What It Takes to be a University Athlete


Photo by Carmen Rodriguez NSP, Flickr

Photo by Carmen Rodriguez NSP, Flickr

This weekend marked the end of the Sochi Olympics. Athletes around the world will return to their training regiments in anticipation of the next competition. Many of these competitive athletes are young students. Athletes must start young, as it takes years of training to reach their peak level of skilled fitness. How does the average young athlete balance schoolwork with their athletics? In honour of the Canadian gold medal hockey wins, I interviewed several Varsity athletes from the University of Toronto to investigate the balance between professional athletics and schoolwork.

Two things were mentioned by all athletes interviewed: time management. If you want to invest the time to be a professional anything while remaining a full-time student, organization and planning are key. This especially applies to student athletes, as their bodies are an entirely different syllabus to manage. Training, nutrition, and rest are equal to studying for a midterm. This means micromanaging study sessions, social life, and everything in between.


Elizabeth Benn is on the Varsity Blues fastpitch team (a version of softball with a windmill pitching style), studying philosophy, English, and French. During fastpitch season she practices for 20 hours a week – not including travel time, administrative work, fundraising, and meetings. Benn has missed class for her sport, but says different practice time slots allow for leeway. She plans her weekly schedule in advance every Sunday, although,

It’s common to fall behind and have to miss out on things that ‘normal’ students get to do.

As a student athlete, she recommends taking a lighter course load and courses with reduced workloads.


David Urness, a Varsity Blues rower and Nordic skiier studying engineering, also time manages by planning his semesters far in advance. He says,

This gives me the chance to plan strategies to survive the stressful times.

In times of high pressure, Urness micromanages.

If I’m really pressed for time, I’ll schedule my days hour by hour.

Heather and Sophie

If a normal student finds themselves overwhelmed by schoolwork, they can stay up late to cram. A Varsity athlete cannot afford to lose sleep and experience drowsiness at their next practice or competition. Varsity Blues figure skater Heather McHugh, who studies political science, says,

It’s hard getting up for 6:00am on Friday mornings if you’ve been out late the night before.

Negotiating with professors is also a necessary nuisance. Sometimes a championship can coincide with a midterm, and a professor’s understanding is imperative for the student athlete to participate and achieve the necessary grades. Although most professors are accommodating – McHugh has never conflicted with a professor – some can be difficult. She says,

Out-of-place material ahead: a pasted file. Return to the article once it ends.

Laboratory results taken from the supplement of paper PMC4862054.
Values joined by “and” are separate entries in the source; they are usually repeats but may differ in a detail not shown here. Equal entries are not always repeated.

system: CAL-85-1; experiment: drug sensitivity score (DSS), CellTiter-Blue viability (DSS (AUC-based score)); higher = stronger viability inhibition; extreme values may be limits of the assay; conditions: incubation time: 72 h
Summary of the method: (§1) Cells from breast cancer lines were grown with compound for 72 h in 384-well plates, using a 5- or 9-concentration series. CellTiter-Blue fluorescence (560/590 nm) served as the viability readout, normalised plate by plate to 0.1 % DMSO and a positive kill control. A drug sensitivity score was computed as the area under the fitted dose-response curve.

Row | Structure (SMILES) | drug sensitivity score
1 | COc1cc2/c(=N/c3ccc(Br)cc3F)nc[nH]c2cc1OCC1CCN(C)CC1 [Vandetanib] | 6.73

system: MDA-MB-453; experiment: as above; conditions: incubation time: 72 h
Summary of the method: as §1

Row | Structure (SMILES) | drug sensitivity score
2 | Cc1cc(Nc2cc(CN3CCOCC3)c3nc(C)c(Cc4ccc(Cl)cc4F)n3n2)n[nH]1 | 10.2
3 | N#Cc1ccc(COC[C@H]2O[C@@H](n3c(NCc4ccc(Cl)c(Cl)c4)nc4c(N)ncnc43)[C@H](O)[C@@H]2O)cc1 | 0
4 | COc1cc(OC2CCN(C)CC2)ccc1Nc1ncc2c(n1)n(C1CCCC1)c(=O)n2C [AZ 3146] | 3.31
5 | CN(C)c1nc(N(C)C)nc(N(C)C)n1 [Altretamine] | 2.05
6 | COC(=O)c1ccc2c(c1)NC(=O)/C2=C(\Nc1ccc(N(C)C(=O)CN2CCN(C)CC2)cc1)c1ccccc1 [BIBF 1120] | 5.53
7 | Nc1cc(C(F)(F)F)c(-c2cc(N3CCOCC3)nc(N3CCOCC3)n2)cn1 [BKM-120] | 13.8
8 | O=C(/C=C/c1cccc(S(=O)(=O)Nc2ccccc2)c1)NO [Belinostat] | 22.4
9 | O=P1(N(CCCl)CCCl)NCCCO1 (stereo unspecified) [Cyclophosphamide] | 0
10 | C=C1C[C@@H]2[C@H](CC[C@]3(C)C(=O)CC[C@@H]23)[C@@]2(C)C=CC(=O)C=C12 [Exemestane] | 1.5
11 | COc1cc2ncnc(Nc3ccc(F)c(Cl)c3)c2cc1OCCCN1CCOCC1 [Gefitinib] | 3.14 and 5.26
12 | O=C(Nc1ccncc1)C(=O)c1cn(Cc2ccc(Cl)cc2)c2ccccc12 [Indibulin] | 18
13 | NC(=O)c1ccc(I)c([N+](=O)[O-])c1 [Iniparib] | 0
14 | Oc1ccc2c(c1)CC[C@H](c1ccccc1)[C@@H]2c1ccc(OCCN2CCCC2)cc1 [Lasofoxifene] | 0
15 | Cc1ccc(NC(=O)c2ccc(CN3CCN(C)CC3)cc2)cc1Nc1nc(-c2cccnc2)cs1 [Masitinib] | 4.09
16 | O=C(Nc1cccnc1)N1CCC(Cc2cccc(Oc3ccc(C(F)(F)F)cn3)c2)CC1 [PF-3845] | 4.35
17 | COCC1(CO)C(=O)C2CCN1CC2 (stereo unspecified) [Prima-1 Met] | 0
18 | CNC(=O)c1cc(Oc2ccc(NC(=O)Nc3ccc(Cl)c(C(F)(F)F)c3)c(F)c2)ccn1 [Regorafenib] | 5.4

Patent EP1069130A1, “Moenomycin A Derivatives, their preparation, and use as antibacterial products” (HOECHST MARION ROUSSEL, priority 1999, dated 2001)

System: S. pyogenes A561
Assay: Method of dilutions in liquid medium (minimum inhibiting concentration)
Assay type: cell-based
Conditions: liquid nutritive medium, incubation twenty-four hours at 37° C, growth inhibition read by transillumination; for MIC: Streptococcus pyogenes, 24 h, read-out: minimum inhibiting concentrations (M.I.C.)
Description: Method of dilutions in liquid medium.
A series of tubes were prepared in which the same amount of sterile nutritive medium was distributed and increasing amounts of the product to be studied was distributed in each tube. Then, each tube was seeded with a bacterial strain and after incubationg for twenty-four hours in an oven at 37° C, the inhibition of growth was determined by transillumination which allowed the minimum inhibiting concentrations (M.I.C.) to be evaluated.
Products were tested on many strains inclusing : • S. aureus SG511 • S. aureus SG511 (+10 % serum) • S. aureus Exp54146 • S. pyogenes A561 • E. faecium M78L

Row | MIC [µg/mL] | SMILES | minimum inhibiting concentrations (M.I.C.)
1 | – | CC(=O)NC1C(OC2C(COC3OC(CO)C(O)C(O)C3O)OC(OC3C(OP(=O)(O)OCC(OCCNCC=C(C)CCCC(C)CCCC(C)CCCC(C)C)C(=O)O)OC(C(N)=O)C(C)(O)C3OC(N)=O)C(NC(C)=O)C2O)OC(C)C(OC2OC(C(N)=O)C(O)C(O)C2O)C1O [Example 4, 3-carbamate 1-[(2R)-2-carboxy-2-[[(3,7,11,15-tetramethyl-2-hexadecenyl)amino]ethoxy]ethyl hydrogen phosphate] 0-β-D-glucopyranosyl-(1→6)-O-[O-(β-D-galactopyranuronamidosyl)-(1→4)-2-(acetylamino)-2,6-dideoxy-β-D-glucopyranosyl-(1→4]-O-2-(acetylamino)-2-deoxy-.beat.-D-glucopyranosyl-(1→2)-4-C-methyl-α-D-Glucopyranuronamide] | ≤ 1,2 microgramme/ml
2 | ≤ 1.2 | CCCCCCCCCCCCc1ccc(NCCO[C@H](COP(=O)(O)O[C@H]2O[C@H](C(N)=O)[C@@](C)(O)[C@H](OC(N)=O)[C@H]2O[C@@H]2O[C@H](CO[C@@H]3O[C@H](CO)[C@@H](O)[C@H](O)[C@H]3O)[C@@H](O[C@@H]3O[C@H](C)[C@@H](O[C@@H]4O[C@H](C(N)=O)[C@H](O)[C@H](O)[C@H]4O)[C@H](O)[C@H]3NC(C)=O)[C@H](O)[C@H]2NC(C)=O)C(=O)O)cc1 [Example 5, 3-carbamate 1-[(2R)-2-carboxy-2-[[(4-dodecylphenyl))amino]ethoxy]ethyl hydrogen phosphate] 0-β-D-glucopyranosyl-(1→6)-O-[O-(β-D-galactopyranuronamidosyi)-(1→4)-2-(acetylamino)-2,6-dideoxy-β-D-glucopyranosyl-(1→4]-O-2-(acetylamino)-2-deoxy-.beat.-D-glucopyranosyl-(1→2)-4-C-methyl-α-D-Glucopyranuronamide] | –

Last year a girl almost missed the [figure skating] championship because a professor was resisting letting her reschedule a midterm.

Sophie Ryder, a Varsity figure skater studying social sciences, says,

I have personally been lucky that all my professors have been super understanding, but I have heard stories of the Dean being involved.

Tips for Athletes, from Athletes

Sometimes students must appeal to the next level of authority to accommodate their athletics. To avoid this, Benn recommends showing professors your commitment to the class and that you are capable of maintaining your workload.

I try to do little things to show that I am still doing my work for their classes, like handing in sheets with notes from the past week’s readings; that way they’ll know that I’m still doing my work and do care about the class.

Along with other U of T athletes, Urness cites attitude as key. Overbooked student athletes must find play in their work. The support and attitude of fellow teammates is vital. As Urness says,

Attitudes are contagious: sure, Debbie Downer can ruin practice if you’re not careful, but a smile can also make it.

A team’s temperament can affect an athlete’s ability to cope on and off-field. Team spirit is essential, since, as McHugh says,

Unless you’re in residence, I find that the team is your social life.

Ryder says that despite the stress,

I personally do it because I love the sport. At the end of the day as long as you’re happy with your decisions and life, that’s all that matters.

Urness says,

I’m proud to represent the University of Toronto as a rower and a Nordic Skiier, and being a student athlete is the best decision I made after choosing to attend U of T.

The U of T Varsity Blues experiences tell us that being a student athlete takes more than one kind of discipline. Not only physical and academic, but logistical: the ability to formulate a schedule and follow through. Of course, students make mistakes. Life cannot be fully planned for. Schoolwork and sports are a balance that only passion can steady and Olympic resolve can maintain.

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